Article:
The Obama administration announced this week that it wants BP to transfer “substantial” funds to an escrow account overseen by an independent third party that will handle claims from individuals and businesses affected by the company’s oil disaster in the Gulf of Mexico. “We need to make sure that the interests of people in the Gulf are protected,” senior White House adviser David Axelrod said on Sunday. Congressional Democrats have asked BP to create a $20 billion fund.
Sticking with the “Obama is a socialist” meme, Rep. Michele Bachmann (R-MN) called the account a “redistribution of wealth fund.” Mississippi Gov. Haley Barbour (R) also thinks it is a bad idea. Although he noted on Fox News last night that BP is “saying that they have the ability to pay and that they will pay,” Barbour expressed concern that BP will lose some profits:
BARBOUR: If BP is the responsible party under the law, they’re to pay for everything. I do worry that this idea of making them make a huge escrow fund is going to make it less likely that they’ll pay for everything. They need their capital to drill wells. They need their capital to produce income. … But this escrow bothers me that it’s going to make them less able to pay us what they owe us. And that concerns me. … [I]t bothers me to talk about causing an escrow to be made, which will — which makes it less likely that they’ll make the income that they need to pay us.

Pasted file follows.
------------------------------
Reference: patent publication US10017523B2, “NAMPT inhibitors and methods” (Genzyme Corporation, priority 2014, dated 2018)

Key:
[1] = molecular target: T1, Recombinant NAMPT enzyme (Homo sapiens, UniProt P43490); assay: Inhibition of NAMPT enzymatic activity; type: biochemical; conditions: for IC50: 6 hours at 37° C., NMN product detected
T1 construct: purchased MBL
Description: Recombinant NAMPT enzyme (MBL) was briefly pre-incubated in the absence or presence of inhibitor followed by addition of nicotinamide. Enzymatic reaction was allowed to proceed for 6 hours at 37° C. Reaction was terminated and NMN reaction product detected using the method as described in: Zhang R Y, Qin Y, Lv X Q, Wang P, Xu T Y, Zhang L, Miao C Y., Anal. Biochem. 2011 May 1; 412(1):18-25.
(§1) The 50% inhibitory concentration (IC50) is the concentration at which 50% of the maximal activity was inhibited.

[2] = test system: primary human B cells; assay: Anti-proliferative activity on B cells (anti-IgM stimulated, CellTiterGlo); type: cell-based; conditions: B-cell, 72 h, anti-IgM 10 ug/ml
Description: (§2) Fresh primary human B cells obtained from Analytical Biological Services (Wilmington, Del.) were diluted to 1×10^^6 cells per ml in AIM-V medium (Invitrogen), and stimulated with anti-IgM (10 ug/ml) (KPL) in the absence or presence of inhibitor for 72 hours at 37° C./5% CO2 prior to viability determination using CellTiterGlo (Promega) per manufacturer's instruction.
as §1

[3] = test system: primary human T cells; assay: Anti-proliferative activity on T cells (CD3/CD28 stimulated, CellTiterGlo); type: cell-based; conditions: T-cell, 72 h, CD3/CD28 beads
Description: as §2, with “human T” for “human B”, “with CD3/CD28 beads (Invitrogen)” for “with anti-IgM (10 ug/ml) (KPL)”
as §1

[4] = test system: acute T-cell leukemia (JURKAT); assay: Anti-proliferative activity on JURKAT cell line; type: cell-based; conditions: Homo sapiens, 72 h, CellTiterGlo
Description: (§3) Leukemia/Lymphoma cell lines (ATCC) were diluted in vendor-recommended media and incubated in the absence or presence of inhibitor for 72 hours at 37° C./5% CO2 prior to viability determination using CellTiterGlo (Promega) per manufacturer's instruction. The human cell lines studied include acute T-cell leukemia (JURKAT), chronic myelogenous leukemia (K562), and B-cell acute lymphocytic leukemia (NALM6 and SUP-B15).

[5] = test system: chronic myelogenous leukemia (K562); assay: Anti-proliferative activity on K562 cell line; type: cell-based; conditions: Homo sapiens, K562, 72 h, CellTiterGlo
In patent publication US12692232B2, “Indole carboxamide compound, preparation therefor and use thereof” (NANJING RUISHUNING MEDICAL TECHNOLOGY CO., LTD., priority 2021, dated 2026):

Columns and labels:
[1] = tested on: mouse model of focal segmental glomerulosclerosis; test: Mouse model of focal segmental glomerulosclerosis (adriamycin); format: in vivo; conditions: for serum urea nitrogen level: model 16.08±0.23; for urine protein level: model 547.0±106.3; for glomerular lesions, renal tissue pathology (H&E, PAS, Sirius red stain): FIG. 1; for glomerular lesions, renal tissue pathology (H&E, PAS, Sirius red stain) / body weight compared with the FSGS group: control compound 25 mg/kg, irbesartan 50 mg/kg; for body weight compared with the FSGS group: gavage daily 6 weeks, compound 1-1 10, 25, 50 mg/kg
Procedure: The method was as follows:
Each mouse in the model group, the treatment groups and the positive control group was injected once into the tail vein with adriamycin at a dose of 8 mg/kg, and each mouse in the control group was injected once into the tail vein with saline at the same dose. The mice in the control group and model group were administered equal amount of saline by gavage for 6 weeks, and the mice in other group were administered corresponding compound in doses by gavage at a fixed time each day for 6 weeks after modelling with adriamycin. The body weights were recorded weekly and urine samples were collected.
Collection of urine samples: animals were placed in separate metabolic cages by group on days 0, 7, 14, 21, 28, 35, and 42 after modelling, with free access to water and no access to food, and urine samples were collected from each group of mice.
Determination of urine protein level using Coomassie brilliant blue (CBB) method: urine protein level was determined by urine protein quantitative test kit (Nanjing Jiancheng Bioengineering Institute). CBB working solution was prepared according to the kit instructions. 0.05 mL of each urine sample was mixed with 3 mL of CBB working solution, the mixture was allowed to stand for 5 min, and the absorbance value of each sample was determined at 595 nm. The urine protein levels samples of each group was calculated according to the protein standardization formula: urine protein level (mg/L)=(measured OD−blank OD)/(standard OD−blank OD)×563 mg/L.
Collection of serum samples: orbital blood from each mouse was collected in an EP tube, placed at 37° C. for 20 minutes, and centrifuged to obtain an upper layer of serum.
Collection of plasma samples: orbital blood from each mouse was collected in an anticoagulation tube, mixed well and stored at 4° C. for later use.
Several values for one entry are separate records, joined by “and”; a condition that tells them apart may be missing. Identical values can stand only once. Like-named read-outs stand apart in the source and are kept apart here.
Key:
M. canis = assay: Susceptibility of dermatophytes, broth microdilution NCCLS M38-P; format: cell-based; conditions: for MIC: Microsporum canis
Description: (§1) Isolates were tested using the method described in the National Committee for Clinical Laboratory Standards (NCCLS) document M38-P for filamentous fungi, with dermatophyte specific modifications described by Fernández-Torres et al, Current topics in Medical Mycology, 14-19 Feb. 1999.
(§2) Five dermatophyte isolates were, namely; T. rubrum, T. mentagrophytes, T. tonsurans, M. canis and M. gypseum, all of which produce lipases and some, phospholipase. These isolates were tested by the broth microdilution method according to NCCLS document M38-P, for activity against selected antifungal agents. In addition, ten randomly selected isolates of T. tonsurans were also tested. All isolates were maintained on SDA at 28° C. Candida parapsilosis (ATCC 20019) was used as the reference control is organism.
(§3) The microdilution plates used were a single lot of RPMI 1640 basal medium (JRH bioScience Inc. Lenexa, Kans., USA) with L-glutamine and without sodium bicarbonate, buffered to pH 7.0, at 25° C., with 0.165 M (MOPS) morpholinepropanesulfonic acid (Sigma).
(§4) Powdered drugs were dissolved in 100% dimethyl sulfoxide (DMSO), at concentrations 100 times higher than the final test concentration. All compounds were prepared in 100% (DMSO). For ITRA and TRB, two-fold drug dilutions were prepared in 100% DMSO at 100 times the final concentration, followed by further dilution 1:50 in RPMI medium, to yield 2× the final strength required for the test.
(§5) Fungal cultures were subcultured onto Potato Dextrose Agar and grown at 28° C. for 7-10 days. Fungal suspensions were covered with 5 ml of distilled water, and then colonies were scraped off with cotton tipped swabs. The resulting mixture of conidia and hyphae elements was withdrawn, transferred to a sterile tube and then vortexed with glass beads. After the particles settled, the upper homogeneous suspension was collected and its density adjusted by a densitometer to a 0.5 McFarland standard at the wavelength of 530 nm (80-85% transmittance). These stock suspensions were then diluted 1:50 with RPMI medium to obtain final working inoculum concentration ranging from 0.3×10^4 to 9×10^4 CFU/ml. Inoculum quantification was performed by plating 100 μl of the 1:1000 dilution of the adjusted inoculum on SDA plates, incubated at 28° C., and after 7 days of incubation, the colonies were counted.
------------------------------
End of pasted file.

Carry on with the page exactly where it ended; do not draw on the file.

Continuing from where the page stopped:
Of course, the whole point of the escrow account is to assure that BP — not the taxpayer — is on the hook for the Gulf oil disaster bill. Despite CEO Tony Hayward’s recent claim that the oil giant has paid every claim, BP has actually paid fewer than half and has been less than transparent about the process.
It’s unclear why Barbour is so worried about BP not having enough funds for the account. The company made $163 billion in profits from 2001 through 2009 and nearly $6 billion in the first quarter of 2010 alone. As the Washington Post noted, in the early days of the spill, BP paid $17.5 million per day while the company made on average $93 million per day in the first quarter.
In fact, throughout the oil spill disaster, Barbour has come to BP’s defense, downplaying its impact, blaming the media for his state’s economic woes, and even encouraging tourists to come to Mississippi’s oil contaminated beaches. “BP has never said no to any requests we have made,” he said. “I’m not going to complain.” Indeed, Barbour probably won’t complain because he owes the oil and gas industry for his rise in politics.